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Is a Salute to America's History Inherently Racist?


A photo making the rounds on the internet is stirring up a national controversy over political correctness

A photo snapped at a gathering hosted by a national Republican Women's organization is raising eyebrows after it was posted online and spread across the internet.  The image shows a white South Carolina Republican Senate leader dressed in Confederate attire posing with two blacks in costumes characterized as reminiscent of slavery.

The image has brewed up a national firestorm of controversy.

Dot Scott, an NAACP leader in Charleston, said Thursday that the image of Senate President Pro Tempore Glenn McConnell "is just another blight" on South Carolina, a state which continues to struggle in balancing modern-day political correctness and its rich but scarred past.  In 2000, the state was thrust into the national spotlight as legislators debated whether the old Confederate battle flag should continue to fly over the state's capitol.

McConnell, a Civil War re-enactor and history enthusiast who objected to removing the flag from atop the capitol in 2000, is defending the photo.  In interviews with newspaper reporters in Columbia and Charleston, McConnell said the photo shows how far race relations have come in the state.  "Tell me what is offensive about having the differing parts of the culture there?" he asked. "This picture says, if anything, how we cross cultural lines."

The purported "slaves" in the image are actually Sharon and Frank Murray, a couple who have been working for two decades in preserving the Gullah culture.  Ms. Murry says she was invited to the GOP gathering to represent an historical culture of South Carolina. "The clothing we wear is 1860s skilled artisans wear," Murray said. "We have never said that we are trying to re-enact slave characters because we are not. That evening it was to introduce the Gullah culture."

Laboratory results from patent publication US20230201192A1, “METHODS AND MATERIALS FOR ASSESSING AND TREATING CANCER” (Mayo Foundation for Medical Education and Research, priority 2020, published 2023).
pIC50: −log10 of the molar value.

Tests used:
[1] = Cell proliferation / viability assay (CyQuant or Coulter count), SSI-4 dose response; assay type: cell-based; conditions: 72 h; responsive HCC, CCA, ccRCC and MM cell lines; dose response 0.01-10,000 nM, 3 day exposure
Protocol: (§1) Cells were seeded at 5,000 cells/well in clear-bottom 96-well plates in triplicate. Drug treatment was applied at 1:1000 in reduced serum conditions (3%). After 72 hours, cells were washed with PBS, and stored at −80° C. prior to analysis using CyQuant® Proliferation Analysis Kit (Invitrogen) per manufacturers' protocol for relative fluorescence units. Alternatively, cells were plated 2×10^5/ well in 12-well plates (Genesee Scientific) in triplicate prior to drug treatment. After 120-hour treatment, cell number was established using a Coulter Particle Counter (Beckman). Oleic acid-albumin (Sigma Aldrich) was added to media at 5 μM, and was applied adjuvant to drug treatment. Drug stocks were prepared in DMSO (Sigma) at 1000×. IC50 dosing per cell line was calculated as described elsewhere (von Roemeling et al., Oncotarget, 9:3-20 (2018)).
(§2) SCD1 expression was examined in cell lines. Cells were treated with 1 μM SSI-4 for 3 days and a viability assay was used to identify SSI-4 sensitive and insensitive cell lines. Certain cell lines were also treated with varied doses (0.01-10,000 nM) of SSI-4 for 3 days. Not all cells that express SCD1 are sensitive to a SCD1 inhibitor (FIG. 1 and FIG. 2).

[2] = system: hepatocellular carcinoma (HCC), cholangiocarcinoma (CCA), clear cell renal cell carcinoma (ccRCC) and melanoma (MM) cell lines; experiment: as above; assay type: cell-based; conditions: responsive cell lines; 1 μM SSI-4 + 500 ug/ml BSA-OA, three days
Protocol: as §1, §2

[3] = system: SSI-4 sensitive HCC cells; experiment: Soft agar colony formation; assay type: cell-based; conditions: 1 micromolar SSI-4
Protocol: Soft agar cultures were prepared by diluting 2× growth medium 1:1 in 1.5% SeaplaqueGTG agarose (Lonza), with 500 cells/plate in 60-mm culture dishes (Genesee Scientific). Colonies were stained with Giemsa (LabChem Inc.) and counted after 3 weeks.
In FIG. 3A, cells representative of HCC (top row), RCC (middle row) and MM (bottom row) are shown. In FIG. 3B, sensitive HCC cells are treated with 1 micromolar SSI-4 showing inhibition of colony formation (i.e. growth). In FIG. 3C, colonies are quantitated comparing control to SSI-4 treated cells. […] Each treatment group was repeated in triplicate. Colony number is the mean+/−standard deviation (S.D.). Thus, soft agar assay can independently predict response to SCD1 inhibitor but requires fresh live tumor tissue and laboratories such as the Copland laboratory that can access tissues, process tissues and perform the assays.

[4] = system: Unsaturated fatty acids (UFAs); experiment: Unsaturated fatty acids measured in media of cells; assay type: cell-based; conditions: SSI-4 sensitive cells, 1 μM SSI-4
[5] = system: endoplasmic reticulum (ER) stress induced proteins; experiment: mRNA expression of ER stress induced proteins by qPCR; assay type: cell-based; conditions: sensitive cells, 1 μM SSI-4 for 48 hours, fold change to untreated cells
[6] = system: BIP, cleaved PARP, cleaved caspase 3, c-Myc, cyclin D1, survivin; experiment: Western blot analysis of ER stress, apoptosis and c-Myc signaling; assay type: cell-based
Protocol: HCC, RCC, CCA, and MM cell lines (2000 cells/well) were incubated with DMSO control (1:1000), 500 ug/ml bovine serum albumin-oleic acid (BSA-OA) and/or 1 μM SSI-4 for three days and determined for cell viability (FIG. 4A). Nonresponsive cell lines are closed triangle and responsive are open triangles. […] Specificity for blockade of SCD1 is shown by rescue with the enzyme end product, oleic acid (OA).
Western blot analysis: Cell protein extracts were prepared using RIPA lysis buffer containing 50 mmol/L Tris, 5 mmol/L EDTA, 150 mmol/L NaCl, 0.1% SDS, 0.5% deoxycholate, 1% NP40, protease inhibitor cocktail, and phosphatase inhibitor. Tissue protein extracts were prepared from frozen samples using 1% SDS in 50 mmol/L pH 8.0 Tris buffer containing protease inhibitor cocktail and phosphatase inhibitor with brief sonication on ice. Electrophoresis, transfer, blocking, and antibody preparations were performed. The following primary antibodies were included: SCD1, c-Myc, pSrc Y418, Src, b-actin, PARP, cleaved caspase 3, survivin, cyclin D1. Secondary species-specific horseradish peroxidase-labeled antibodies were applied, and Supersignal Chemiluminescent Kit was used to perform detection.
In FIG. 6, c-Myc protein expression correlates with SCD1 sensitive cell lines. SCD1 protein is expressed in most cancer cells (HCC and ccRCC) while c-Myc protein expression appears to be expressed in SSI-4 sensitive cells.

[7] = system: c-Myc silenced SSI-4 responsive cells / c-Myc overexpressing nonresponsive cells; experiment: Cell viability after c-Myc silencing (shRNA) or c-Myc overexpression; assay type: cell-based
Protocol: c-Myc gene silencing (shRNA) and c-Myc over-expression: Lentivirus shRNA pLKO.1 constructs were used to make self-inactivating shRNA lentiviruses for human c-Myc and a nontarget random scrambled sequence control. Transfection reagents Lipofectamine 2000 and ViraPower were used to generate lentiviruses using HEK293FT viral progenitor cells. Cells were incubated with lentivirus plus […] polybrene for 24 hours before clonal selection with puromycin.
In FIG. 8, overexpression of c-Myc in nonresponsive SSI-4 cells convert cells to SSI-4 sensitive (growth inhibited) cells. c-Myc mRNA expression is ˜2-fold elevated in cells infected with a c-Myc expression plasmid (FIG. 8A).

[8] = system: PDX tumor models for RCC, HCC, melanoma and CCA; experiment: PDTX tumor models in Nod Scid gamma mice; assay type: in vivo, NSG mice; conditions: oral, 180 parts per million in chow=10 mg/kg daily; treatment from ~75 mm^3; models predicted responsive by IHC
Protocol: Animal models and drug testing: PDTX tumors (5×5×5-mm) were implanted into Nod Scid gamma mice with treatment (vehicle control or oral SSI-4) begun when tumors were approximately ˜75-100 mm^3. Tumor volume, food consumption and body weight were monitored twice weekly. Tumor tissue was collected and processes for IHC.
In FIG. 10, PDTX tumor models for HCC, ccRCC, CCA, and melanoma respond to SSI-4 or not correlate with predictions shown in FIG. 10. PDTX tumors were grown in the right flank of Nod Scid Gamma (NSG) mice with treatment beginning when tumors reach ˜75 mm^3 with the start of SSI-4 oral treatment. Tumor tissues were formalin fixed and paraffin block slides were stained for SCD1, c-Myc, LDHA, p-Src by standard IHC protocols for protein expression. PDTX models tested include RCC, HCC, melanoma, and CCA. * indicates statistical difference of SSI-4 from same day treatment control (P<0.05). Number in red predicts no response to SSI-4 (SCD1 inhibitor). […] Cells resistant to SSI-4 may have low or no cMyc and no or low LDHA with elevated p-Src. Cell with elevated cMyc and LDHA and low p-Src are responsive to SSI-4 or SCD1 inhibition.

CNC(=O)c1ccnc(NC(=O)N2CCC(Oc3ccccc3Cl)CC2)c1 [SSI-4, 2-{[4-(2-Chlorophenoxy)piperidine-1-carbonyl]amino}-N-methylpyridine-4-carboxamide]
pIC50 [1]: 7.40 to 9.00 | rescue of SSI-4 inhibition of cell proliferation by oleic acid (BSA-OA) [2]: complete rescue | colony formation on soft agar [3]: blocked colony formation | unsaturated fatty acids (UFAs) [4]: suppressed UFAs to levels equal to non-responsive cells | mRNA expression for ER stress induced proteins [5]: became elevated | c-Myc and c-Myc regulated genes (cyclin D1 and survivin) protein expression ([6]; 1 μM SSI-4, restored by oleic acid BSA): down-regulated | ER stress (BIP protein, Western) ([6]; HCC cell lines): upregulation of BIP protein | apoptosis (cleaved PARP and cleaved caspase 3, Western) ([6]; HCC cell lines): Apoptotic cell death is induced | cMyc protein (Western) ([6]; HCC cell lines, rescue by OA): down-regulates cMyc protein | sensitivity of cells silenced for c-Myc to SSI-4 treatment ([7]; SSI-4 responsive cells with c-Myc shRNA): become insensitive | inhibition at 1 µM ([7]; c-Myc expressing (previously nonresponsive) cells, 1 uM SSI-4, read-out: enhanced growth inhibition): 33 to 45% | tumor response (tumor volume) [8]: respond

But Scott says the Murrays have their history wrong.  "They are dressing as we were — as our ancestors were at that time. We were slaves," she said. "In 2010, while we're trying to say we're in a post-racial era, South Carolina's elected officials both locally and nationally have continued to do things that are really atrocious."

Murray says she and her husband have posed with numerous re-enactors portraying soldiers from both the North and South over the years.  During the Charleston GOP meeting in question, she and her husband discussed Gullah culture with the crowd and sang the hymn "Heaven Belongs to You."

"The basis of that song is if you pray right, if you act right, if you treat people right — if you do all of that then heaven belongs to you," Murray says.

Murray also says she found the internet comments surrounding the photo ironic.  "We are hearing so many things that contradict if you pray right, and act right and treat people right," she said.

The picture of the Murrays posing with McConnell spread across the internet after blogger Will Folks posted them on Tuesday night.  Folks, a former spokesman for Gov. Mark Sanford, was most recently in the news for claiming in May that he had a sexual relationship with Republican gubernatorial candidate Nikki Haley in 2007.  Haley denied the affair and Folks offered no proof.

McConnell, who has been a re-enactor for 20 years has been under pressure this week to apologize for the image, but remains steadfast in denying any wrongdoing.  "What the ladies had put together was a smorgasbord of Southern culture," he says. "It was reflected in the dress, the historical accuracy of the performances and even down to the food. It was wonderful, entertaining and educational night for those visitors. It showed the approach we have in this state of a shared history.

"If somebody is trying to be politically correct and use a tunnel vision on it and hook in the slavery issue, they're on a slippery slope toward narrow-mindedness and they should extend the charity of understanding. Receive it in the spirit that it is presented."

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